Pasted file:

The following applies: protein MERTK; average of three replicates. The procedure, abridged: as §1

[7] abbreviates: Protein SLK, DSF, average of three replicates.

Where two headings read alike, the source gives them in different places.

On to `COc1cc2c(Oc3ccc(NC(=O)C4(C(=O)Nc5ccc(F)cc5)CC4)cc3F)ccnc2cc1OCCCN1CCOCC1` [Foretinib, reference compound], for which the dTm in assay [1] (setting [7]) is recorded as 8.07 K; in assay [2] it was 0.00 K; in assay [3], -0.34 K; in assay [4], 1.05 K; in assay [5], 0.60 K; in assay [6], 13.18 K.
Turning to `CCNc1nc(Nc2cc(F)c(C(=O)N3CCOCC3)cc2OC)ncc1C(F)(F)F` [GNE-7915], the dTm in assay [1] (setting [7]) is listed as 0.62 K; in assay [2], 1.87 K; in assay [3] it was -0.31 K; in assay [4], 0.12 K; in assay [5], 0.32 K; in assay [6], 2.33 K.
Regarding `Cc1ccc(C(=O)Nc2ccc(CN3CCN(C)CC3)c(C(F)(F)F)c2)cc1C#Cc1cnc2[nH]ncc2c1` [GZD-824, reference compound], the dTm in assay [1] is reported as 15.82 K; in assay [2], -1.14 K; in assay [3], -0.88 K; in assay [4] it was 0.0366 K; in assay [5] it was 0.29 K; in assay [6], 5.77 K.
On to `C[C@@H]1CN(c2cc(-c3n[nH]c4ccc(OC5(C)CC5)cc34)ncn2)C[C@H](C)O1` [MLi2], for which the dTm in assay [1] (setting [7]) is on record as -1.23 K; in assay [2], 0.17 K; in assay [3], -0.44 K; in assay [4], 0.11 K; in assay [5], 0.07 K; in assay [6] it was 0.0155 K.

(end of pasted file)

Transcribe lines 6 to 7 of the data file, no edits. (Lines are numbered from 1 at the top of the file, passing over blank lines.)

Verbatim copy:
Regarding `Cc1ccc(C(=O)Nc2ccc(CN3CCN(C)CC3)c(C(F)(F)F)c2)cc1C#Cc1cnc2[nH]ncc2c1` [GZD-824, reference compound], the dTm in assay [1] is reported as 15.82 K; in assay [2], -1.14 K; in assay [3], -0.88 K; in assay [4] it was 0.0366 K; in assay [5] it was 0.29 K; in assay [6], 5.77 K.
On to `C[C@@H]1CN(c2cc(-c3n[nH]c4ccc(OC5(C)CC5)cc34)ncn2)C[C@H](C)O1` [MLi2], for which the dTm in assay [1] (setting [7]) is on record as -1.23 K; in assay [2], 0.17 K; in assay [3], -0.44 K; in assay [4], 0.11 K; in assay [5], 0.07 K; in assay [6] it was 0.0155 K.